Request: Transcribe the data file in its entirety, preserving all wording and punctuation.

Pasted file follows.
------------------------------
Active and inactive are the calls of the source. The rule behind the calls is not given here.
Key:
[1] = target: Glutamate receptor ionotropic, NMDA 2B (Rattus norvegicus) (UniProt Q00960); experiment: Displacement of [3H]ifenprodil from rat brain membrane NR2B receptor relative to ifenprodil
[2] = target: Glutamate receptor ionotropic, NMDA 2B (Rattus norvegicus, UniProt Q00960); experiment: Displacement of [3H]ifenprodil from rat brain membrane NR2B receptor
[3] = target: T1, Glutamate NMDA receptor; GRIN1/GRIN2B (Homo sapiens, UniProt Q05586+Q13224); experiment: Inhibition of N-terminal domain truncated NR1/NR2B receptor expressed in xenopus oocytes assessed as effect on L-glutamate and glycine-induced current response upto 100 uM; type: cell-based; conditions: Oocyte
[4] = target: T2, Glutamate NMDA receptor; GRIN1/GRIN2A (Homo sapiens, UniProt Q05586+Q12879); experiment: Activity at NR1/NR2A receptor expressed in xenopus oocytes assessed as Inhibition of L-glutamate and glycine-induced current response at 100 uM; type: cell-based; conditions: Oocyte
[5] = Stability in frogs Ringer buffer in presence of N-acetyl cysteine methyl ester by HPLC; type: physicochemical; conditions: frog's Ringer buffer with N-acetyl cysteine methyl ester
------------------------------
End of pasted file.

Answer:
Active and inactive are the calls of the source. The rule behind the calls is not given here.
Key:
[1] = target: Glutamate receptor ionotropic, NMDA 2B (Rattus norvegicus) (UniProt Q00960); experiment: Displacement of [3H]ifenprodil from rat brain membrane NR2B receptor relative to ifenprodil
[2] = target: Glutamate receptor ionotropic, NMDA 2B (Rattus norvegicus, UniProt Q00960); experiment: Displacement of [3H]ifenprodil from rat brain membrane NR2B receptor
[3] = target: T1, Glutamate NMDA receptor; GRIN1/GRIN2B (Homo sapiens, UniProt Q05586+Q13224); experiment: Inhibition of N-terminal domain truncated NR1/NR2B receptor expressed in xenopus oocytes assessed as effect on L-glutamate and glycine-induced current response upto 100 uM; type: cell-based; conditions: Oocyte
[4] = target: T2, Glutamate NMDA receptor; GRIN1/GRIN2A (Homo sapiens, UniProt Q05586+Q12879); experiment: Activity at NR1/NR2A receptor expressed in xenopus oocytes assessed as Inhibition of L-glutamate and glycine-induced current response at 100 uM; type: cell-based; conditions: Oocyte
[5] = Stability in frogs Ringer buffer in presence of N-acetyl cysteine methyl ester by HPLC; type: physicochemical; conditions: frog's Ringer buffer with N-acetyl cysteine methyl ester